First time with a sensory kid, ideas?

Discussion in 'disABILITIES!' started by GoofyG, Jun 4, 2010.

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  1. GoofyG

    GoofyG DIS Veteran

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    So this is my 7th time going with my kiddos. But my 1st time going with my DD4 newly diagnosed with sensory processing. She also has behavorial issues. She is a sensory seeker, touches everything, everyone, hangs or hits people or runs off from you. She also has vestibular, and some loud noises can bother her. We usually tag team the lines, one waits then we hand her tot hat oerson when they are close tot he front. I'm sure we get looks, but we would get more then looks when she starts swinging her arms everywhere and hitting that person. My concern is the times we have gone were Oct and Feb, not to crowded. We are going the last week of July. I've recently heard about the GAC. Will they let everyone in the party together? I have 3 kids and my parents are coming to. But there needs to be 2 people with her to tag team her. She wears you out fast. So I hate to leave another person in line with the other 2 kids, while the other 2 adults go to take care of her somewhere else. I'm taking her weighted backpack with us and a tangle toy that she can play with with her fingers. Any ideas or help would be appreciated. This is a new experience for us. It explains alot that I have been dealing with.
     
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  3. livndisney

    livndisney DIS Veteran

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    Hey I know you!

    Have you considered a stroller for her? You can get the "stroller as a wheelchair " tag and use the stroller in the line. The Gac is limited to 6 people. But really is not intended to shorten the time in line. The stroller will give her her own space and "corral" her at the same time.
     
  4. GoofyG

    GoofyG DIS Veteran

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    She fights the stroller, she would rather walk. She also seeks movement, so i'm afraid she may go even crazier when she gets out of the stroller. I can see how she does and try the zoo. I will ask her therapist what she thinks. It's going to be a pain taking her weighted backpack everywhere too. It might work for the stroller in the line, she couldn't run off.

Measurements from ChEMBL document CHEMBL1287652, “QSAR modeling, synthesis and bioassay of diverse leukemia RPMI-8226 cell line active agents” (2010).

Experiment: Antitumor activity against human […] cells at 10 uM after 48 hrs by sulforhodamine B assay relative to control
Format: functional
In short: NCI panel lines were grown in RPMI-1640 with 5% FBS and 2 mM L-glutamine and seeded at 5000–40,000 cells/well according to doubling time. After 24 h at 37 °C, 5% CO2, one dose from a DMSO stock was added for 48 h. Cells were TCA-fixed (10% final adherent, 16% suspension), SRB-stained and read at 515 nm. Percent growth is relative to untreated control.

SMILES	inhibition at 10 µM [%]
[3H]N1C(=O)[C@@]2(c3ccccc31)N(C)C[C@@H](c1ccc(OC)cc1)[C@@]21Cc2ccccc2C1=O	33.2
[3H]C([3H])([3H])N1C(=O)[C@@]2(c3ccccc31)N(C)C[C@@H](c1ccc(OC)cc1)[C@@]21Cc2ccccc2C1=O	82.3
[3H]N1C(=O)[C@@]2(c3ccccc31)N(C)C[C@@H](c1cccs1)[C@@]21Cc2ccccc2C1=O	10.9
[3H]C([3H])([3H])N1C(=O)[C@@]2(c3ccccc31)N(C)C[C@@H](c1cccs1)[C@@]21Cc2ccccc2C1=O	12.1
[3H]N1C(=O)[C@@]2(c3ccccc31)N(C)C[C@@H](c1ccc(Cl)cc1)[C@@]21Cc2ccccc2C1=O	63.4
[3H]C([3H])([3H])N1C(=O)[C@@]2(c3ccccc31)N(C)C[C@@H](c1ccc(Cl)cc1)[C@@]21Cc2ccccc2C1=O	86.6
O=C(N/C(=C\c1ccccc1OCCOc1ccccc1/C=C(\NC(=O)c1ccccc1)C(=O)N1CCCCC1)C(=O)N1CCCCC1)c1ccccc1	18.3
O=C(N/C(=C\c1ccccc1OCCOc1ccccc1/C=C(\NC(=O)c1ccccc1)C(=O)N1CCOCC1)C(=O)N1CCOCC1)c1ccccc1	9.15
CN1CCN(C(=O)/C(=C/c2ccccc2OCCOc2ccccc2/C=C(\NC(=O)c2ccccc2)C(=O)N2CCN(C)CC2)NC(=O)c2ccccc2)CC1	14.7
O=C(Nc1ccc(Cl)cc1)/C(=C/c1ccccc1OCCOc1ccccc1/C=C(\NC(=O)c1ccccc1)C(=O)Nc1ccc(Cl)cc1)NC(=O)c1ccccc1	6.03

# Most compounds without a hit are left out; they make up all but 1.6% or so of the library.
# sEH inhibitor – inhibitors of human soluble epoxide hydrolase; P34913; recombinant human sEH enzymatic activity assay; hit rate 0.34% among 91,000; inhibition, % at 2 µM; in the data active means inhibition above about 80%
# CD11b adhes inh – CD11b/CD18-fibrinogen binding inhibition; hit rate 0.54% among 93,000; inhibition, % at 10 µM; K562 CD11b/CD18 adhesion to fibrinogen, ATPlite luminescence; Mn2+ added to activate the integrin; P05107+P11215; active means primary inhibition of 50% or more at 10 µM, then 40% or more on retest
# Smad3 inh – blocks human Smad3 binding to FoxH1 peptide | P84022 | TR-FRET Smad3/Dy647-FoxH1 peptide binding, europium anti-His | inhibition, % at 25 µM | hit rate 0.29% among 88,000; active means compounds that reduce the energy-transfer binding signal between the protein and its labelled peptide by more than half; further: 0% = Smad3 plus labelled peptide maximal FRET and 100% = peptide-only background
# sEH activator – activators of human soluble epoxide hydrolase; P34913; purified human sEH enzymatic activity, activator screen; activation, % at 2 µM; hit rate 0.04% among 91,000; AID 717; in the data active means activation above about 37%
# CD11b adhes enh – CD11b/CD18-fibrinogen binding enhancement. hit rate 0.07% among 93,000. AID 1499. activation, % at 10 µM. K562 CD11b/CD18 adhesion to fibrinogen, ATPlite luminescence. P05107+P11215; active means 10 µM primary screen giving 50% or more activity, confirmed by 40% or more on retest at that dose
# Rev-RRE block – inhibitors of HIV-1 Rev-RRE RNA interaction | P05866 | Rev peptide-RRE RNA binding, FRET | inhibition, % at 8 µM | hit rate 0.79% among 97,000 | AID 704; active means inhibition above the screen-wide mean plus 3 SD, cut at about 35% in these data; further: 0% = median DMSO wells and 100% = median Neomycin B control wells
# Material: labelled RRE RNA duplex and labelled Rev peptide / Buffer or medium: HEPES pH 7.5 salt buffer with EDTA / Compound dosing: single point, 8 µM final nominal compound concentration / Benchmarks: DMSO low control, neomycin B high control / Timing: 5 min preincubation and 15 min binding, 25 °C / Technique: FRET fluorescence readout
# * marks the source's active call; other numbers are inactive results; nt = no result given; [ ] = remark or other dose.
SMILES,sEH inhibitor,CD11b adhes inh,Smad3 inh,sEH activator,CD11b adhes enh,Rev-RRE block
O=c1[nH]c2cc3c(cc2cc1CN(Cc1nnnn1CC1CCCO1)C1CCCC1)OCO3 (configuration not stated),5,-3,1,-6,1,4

5. Schmeck

    Schmeck <font color=blue>Funny thing is now my 17 year old

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    At WDW, the queues are so long and windy that there's really no way to get up to the loading platform without pushing past a lot of hot, cranky people in line. So having one person go in and waiting until they get up front is really not a good option. It might work at some of the outside and low key queues, but most loading areas are deep inside the buildings.

    Have you thought of using a harness for her? That way, she can have her bit of freedom, but she is still safe.

    Your best bet when going during a busy time is to get to the parks at rope drop, and go on the bigger, more popular attractions right away. Use Fastpass where available, and have your sensory seeking child walk as much as possible around tha park. My sensory seeking daughter needed a lot of exercise, and once she got her battery run down a bit, she was much easier to handle.
     
  6. itradehilton

    itradehilton Mouseketeer

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    I understand how it feels to have a child who is always "on" we have learned as many hand games eg: rock paper scissors, to try and make line waiting better. Also playing I-Spy.
     
  7. blondietink

    blondietink DIS Veteran

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    Have you tried the hearing protection type of headphones? My son wears them all the time, and can still hear us talking in normal voices from another room. They help his jumpiness a lot and especially at WDW they help him filter out some of the overly loud things that bother him so he can focus on the more important things, like characters. The stroller also helps tremendously as long as he is moving in it seems to satisfy his need for constat movement and alows him to concentrate more on the experience. the constant movement is also good for me and weight control ;). Good luck!
     
  8. poohnpigletCA